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Stefani living a dream on the PGA Tour

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PALM HARBOR, Fla. – Sorry to all the dreamers and preeners and get-rich-quick schemers. Apologies to Golf Channel’s long-running show of this title.

But the truth is the truth: In the world of professional golf, the notion of a “big break” rarely exists.

Four years ago, Shawn Stefani was a mini-tour regular still waiting for a break – big or otherwise. He had entered Q-School three times at that point – and three times failed to advance to the final stage. He finally earned his first start in a PGA Tour-sanctioned event when he reached the 2009 U.S. Open, thanks to a qualification strategy developed through plenty of practice.

'You've got to go out there and play every round just like it's a round at your home course,' Stefani said at the time. 'You can't think about what's at stake. That's the best way to play. Focus on what you're doing rather than the possibility of what could happen.'

That may not have turned out to be his break – Stefani (pronounced “Stephanie”) posted scores of 73-73 to miss the cut at waterlogged Bethpage Black – but that perspective has opened doors for the Baytown, Texas, native. Last year, in his first full season on the Web.com Tour, he won twice and finished sixth on the final money list to earn his PGA Tour playing privileges for this season.

While he’s struggled to find success in the big leagues so far, everything seems to be coming together this week, as scores of 65-70 have vaulted him to the top of the Tampa Bay Championship leaderboard entering the weekend.

“I knew it was Friday, and the lead is one thing, but leading on the weekend is another,” he said after a second round that included three birdies and two bogeys. “Today I just wanted to go out there and play golf and hit each shot the best I could and really have some fun. That's really what I did. I really had a lot of fun out there today, even though I didn't really play my best but I scrambled well. That was a lot of fun today.”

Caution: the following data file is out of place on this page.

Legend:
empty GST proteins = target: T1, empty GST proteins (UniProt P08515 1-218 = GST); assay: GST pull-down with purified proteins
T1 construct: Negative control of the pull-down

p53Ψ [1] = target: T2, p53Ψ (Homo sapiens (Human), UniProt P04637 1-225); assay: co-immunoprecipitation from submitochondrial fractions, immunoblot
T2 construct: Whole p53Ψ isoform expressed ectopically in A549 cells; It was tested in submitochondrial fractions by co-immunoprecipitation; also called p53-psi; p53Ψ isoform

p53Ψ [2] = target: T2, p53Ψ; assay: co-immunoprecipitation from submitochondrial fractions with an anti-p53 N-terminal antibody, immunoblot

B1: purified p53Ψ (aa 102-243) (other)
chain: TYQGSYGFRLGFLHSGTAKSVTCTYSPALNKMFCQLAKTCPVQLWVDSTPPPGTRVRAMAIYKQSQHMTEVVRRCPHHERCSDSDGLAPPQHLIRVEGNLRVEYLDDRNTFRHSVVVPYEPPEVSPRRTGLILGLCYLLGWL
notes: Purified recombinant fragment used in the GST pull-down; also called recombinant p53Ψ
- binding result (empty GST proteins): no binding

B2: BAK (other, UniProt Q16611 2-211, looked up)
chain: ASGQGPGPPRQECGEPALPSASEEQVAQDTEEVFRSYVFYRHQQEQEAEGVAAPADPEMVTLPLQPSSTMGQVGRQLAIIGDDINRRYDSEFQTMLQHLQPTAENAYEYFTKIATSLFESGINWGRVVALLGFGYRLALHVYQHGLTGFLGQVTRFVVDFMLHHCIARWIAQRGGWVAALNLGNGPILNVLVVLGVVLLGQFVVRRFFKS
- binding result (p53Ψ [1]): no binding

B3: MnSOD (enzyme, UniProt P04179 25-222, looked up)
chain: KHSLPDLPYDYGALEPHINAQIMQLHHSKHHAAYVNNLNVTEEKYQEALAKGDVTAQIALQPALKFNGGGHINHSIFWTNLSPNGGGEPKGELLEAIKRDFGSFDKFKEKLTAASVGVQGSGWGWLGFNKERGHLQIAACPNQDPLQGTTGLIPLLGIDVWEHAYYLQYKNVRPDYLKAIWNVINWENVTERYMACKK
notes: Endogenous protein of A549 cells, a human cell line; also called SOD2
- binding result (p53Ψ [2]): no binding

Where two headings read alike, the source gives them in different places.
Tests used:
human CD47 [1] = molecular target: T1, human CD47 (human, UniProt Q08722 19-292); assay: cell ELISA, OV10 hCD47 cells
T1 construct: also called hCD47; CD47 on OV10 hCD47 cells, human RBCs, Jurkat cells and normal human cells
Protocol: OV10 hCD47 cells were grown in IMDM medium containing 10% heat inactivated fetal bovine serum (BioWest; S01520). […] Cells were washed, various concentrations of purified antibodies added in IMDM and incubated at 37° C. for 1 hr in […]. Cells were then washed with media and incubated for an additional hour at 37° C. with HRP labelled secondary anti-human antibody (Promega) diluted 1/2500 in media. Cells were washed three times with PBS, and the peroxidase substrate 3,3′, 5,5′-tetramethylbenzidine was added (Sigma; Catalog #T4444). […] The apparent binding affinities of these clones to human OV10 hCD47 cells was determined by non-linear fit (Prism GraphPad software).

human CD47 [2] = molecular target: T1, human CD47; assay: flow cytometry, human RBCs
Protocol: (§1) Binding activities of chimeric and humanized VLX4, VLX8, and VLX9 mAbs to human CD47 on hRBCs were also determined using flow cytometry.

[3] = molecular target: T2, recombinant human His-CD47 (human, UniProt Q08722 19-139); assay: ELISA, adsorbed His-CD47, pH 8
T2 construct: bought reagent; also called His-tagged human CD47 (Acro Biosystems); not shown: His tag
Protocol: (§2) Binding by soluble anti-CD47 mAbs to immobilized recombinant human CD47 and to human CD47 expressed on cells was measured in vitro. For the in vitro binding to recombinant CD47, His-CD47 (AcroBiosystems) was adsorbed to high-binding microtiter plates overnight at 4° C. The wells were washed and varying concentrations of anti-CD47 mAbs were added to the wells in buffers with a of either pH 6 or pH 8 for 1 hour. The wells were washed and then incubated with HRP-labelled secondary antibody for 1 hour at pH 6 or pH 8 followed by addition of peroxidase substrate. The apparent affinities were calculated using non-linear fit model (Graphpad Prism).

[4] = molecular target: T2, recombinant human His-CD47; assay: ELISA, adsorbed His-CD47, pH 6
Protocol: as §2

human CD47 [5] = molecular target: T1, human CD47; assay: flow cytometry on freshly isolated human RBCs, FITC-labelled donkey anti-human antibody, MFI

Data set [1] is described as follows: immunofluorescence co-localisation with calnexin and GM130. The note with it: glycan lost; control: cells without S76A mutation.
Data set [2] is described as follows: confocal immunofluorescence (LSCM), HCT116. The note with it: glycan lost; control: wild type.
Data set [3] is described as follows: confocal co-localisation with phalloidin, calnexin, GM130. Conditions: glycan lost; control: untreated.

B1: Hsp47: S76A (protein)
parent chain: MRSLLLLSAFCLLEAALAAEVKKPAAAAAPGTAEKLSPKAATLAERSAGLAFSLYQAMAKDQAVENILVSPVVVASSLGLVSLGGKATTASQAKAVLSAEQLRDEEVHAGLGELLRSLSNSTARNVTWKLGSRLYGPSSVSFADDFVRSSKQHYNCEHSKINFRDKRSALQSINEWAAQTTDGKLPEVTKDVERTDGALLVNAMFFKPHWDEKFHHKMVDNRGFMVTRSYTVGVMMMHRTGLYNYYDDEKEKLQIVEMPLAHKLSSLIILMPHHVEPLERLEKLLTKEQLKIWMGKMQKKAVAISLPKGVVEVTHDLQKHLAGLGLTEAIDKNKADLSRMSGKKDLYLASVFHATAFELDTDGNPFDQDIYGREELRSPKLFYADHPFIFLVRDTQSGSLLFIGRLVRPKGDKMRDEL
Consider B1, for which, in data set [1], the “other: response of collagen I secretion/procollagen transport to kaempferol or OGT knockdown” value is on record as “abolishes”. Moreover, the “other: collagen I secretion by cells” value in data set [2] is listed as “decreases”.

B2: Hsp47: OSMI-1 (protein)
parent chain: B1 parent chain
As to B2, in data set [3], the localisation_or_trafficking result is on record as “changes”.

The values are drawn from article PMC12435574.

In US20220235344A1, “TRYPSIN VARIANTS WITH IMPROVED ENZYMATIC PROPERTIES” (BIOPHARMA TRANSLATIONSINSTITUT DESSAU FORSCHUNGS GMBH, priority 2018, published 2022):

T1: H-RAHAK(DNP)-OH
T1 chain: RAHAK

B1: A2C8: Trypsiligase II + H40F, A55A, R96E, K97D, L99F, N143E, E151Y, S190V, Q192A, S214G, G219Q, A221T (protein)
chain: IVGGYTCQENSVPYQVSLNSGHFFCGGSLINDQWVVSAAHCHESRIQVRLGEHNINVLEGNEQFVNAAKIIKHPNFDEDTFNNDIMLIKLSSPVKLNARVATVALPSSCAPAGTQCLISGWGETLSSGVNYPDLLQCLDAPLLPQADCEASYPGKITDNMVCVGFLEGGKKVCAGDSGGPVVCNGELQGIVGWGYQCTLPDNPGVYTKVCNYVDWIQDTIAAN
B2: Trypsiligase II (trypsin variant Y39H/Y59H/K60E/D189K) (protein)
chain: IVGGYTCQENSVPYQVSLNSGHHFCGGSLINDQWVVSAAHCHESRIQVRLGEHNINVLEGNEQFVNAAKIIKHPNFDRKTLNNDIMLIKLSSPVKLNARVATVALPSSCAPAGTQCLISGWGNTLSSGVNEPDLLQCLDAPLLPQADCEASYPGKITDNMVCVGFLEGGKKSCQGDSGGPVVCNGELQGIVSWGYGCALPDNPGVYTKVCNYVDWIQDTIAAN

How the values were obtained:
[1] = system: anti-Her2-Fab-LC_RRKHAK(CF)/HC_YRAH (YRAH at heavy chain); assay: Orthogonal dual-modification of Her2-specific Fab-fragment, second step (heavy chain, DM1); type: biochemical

This may not be the most star-studded leaderboard we’ve seen in recent weeks, but the 31-year-old rookie will be vying with the likes of such proven veterans as Jason Dufner, Sergio Garcia, K.J. Choi and Adam Scott on the weekend.

When it comes to professional golf’s 1-percenters, Stefani may not have much in common, though he also doesn't seem like the type for whom that will be much of a bother.

“At the end of the day it doesn't matter to me, because I just have to go out there and focus on what I'm doing and control my thoughts and my process,” he explained. “It really shouldn't matter who I play with.”

That attitude should serve him well on the weekend, as he enters unfamiliar territory. In six previous starts this season, Stefani has made just three cuts, with a season-best share of 39th place coming at last week’s Puerto Rico Open.

If he’s looking for particular inspiration this weekend, he can do worse than looking back on what he said prior to making that first start at the U.S. Open four years ago.

'I've always dreamed about it,' he said then about getting that big break. 'And sometimes those dreams come true.'

Stefani is living that dream right now, though it’s less the result of a big break and more a derivative of perseverance, hard work and talent. He’s had to make for himself any breaks that are coming to him now.